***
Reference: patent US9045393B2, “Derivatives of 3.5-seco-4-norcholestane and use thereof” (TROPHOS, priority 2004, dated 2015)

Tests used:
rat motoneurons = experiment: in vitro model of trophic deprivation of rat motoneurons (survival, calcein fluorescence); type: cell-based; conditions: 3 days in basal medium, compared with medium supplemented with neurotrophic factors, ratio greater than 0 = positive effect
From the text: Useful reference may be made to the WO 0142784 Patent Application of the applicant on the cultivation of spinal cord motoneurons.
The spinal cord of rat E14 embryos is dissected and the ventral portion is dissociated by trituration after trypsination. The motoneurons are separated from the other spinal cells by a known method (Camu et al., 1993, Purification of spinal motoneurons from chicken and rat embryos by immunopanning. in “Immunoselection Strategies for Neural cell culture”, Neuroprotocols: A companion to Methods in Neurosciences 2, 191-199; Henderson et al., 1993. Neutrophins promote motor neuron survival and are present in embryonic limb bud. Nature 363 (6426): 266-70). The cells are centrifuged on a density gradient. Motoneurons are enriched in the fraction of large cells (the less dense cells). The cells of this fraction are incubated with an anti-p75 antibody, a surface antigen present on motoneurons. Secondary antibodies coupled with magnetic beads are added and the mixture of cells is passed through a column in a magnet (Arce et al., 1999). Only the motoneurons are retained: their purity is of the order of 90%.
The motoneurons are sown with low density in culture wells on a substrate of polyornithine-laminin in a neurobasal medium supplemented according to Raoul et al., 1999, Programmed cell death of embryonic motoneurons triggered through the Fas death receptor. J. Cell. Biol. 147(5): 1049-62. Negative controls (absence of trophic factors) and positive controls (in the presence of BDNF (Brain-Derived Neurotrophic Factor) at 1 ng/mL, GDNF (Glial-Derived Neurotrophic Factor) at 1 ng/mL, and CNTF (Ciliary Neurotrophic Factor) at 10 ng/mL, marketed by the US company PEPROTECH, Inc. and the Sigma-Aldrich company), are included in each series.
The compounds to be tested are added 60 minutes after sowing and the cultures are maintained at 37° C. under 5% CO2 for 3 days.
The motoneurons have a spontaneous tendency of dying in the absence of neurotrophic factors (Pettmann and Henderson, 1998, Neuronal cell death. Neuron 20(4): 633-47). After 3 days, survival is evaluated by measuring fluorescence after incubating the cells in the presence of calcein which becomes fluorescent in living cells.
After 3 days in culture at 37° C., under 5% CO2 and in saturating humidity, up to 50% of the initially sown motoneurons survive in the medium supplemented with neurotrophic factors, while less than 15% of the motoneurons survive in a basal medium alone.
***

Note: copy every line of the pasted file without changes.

Reference: patent US9045393B2, “Derivatives of 3.5-seco-4-norcholestane and use thereof” (TROPHOS, priority 2004, dated 2015)

Tests used:
rat motoneurons = experiment: in vitro model of trophic deprivation of rat motoneurons (survival, calcein fluorescence); type: cell-based; conditions: 3 days in basal medium, compared with medium supplemented with neurotrophic factors, ratio greater than 0 = positive effect
From the text: Useful reference may be made to the WO 0142784 Patent Application of the applicant on the cultivation of spinal cord motoneurons.
The spinal cord of rat E14 embryos is dissected and the ventral portion is dissociated by trituration after trypsination. The motoneurons are separated from the other spinal cells by a known method (Camu et al., 1993, Purification of spinal motoneurons from chicken and rat embryos by immunopanning. in “Immunoselection Strategies for Neural cell culture”, Neuroprotocols: A companion to Methods in Neurosciences 2, 191-199; Henderson et al., 1993. Neutrophins promote motor neuron survival and are present in embryonic limb bud. Nature 363 (6426): 266-70). The cells are centrifuged on a density gradient. Motoneurons are enriched in the fraction of large cells (the less dense cells). The cells of this fraction are incubated with an anti-p75 antibody, a surface antigen present on motoneurons. Secondary antibodies coupled with magnetic beads are added and the mixture of cells is passed through a column in a magnet (Arce et al., 1999). Only the motoneurons are retained: their purity is of the order of 90%.
The motoneurons are sown with low density in culture wells on a substrate of polyornithine-laminin in a neurobasal medium supplemented according to Raoul et al., 1999, Programmed cell death of embryonic motoneurons triggered through the Fas death receptor. J. Cell. Biol. 147(5): 1049-62. Negative controls (absence of trophic factors) and positive controls (in the presence of BDNF (Brain-Derived Neurotrophic Factor) at 1 ng/mL, GDNF (Glial-Derived Neurotrophic Factor) at 1 ng/mL, and CNTF (Ciliary Neurotrophic Factor) at 10 ng/mL, marketed by the US company PEPROTECH, Inc. and the Sigma-Aldrich company), are included in each series.
The compounds to be tested are added 60 minutes after sowing and the cultures are maintained at 37° C. under 5% CO2 for 3 days.
The motoneurons have a spontaneous tendency of dying in the absence of neurotrophic factors (Pettmann and Henderson, 1998, Neuronal cell death. Neuron 20(4): 633-47). After 3 days, survival is evaluated by measuring fluorescence after incubating the cells in the presence of calcein which becomes fluorescent in living cells.
After 3 days in culture at 37° C., under 5% CO2 and in saturating humidity, up to 50% of the initially sown motoneurons survive in the medium supplemented with neurotrophic factors, while less than 15% of the motoneurons survive in a basal medium alone.